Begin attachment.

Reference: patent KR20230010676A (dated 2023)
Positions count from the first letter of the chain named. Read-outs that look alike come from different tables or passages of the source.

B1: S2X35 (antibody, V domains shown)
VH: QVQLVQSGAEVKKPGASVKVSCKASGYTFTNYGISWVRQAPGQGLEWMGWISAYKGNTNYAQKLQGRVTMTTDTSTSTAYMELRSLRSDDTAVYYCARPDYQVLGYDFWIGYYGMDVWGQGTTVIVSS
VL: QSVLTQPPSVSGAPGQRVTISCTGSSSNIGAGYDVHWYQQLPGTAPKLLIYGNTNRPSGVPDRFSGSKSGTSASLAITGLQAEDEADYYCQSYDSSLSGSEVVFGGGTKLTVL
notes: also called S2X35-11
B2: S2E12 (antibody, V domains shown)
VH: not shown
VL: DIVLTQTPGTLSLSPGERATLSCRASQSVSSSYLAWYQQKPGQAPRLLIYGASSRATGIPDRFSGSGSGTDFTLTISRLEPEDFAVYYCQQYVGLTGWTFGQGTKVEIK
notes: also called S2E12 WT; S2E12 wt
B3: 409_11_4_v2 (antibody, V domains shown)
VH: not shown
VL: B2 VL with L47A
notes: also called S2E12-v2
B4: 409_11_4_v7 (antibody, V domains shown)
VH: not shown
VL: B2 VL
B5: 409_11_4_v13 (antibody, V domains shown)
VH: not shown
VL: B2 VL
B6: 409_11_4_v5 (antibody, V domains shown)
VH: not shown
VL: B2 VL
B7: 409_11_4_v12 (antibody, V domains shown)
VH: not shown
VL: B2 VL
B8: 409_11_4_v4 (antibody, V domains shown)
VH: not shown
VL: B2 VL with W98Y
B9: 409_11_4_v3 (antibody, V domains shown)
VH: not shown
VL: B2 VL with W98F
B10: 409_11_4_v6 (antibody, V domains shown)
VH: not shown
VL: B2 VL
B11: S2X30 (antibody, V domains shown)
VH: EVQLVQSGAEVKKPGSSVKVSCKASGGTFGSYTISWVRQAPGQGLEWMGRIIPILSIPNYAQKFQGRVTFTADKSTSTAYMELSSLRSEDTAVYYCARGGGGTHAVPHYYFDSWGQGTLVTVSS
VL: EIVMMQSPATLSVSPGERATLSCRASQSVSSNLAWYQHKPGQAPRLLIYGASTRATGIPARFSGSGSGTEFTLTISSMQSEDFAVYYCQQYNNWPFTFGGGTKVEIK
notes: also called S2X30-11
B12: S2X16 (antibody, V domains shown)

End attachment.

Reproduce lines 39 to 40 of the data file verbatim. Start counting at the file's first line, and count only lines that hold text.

notes: also called S2X30-11
B12: S2X16 (antibody, V domains shown)